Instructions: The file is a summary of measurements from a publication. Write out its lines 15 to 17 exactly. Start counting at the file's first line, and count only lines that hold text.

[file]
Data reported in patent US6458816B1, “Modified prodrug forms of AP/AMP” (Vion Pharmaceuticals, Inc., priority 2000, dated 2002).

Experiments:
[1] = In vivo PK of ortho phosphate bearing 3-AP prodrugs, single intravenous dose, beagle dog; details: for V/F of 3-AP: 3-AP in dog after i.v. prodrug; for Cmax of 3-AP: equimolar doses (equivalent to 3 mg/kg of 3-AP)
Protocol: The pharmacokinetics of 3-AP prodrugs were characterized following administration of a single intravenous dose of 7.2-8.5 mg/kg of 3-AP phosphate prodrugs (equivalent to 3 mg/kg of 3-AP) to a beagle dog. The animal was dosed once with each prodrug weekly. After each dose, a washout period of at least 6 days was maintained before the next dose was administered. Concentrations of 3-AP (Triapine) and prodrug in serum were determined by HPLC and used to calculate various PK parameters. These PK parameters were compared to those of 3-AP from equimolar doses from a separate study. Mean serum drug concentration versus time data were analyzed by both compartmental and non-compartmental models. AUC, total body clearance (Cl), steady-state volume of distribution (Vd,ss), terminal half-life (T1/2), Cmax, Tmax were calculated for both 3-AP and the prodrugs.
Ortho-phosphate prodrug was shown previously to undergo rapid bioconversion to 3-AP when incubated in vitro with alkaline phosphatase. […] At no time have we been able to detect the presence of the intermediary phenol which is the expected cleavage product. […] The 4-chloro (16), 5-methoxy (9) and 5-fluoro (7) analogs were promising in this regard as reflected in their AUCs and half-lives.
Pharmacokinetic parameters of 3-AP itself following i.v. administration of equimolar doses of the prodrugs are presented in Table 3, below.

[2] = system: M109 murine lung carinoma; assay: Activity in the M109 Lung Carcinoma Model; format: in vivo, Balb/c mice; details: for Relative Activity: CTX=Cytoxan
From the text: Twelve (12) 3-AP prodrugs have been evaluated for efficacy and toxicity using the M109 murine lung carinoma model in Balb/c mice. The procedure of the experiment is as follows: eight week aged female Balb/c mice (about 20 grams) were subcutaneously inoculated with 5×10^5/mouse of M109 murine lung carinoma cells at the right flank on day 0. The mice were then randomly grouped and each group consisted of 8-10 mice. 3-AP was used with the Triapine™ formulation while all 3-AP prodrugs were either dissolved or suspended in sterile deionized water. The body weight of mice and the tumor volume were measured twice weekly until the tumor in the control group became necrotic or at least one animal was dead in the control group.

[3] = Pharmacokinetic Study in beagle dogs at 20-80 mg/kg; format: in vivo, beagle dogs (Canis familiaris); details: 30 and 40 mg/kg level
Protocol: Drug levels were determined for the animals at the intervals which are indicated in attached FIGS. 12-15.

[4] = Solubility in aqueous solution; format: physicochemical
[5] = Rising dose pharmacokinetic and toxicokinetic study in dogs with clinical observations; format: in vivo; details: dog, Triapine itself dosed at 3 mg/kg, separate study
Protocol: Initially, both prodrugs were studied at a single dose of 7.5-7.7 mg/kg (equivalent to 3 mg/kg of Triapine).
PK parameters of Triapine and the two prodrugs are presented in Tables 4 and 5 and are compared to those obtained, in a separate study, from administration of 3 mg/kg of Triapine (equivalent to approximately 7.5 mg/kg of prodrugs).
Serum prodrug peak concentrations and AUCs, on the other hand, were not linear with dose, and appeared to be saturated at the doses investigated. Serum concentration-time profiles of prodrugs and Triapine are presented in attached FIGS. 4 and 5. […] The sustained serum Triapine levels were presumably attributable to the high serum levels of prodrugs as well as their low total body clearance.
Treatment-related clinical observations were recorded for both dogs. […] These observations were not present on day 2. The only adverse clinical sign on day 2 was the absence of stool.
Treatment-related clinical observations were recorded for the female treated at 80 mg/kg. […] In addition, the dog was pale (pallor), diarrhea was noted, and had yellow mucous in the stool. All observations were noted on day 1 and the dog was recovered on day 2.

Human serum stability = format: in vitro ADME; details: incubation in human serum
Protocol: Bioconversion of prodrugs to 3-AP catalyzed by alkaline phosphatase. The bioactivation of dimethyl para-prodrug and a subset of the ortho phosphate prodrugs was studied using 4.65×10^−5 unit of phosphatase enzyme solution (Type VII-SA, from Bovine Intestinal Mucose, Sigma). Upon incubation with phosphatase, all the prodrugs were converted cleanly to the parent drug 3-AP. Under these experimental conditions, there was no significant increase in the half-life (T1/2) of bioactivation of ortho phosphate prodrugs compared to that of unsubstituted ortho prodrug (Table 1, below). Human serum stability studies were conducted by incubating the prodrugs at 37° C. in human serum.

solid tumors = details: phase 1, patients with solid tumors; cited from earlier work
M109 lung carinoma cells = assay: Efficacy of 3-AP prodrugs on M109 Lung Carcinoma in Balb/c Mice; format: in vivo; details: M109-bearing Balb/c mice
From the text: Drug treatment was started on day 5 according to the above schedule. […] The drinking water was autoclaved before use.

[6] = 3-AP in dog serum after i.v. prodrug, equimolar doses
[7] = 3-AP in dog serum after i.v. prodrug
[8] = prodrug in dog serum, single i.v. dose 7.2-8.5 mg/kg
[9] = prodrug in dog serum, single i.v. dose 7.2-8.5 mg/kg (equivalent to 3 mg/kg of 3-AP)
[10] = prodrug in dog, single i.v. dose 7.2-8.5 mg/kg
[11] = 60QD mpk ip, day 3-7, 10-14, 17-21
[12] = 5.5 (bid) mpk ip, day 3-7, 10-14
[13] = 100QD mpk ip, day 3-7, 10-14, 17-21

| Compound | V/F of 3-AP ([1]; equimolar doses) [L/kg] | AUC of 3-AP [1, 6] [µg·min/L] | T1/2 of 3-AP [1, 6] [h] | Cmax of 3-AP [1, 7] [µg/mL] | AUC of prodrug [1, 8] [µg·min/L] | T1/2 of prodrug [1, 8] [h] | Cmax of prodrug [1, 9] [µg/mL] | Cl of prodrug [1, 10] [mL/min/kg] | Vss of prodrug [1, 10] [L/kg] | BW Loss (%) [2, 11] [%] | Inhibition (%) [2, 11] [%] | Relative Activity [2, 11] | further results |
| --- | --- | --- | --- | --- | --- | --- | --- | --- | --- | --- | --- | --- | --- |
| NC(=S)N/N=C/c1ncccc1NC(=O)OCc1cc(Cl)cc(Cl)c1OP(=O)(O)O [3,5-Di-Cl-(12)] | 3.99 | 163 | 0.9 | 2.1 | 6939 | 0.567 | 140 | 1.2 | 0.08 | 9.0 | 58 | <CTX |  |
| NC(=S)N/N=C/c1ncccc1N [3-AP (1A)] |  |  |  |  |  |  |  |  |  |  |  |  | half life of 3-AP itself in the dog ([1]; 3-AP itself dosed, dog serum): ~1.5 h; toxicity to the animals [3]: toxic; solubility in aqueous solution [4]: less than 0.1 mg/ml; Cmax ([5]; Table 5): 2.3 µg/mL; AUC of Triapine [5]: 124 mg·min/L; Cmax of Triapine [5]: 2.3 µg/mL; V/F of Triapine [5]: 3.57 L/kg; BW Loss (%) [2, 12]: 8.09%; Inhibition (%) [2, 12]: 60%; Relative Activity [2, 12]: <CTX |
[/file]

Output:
Serum prodrug peak concentrations and AUCs, on the other hand, were not linear with dose, and appeared to be saturated at the doses investigated. Serum concentration-time profiles of prodrugs and Triapine are presented in attached FIGS. 4 and 5. […] The sustained serum Triapine levels were presumably attributable to the high serum levels of prodrugs as well as their low total body clearance.
Treatment-related clinical observations were recorded for both dogs. […] These observations were not present on day 2. The only adverse clinical sign on day 2 was the absence of stool.
Treatment-related clinical observations were recorded for the female treated at 80 mg/kg. […] In addition, the dog was pale (pallor), diarrhea was noted, and had yellow mucous in the stool. All observations were noted on day 1 and the dog was recovered on day 2.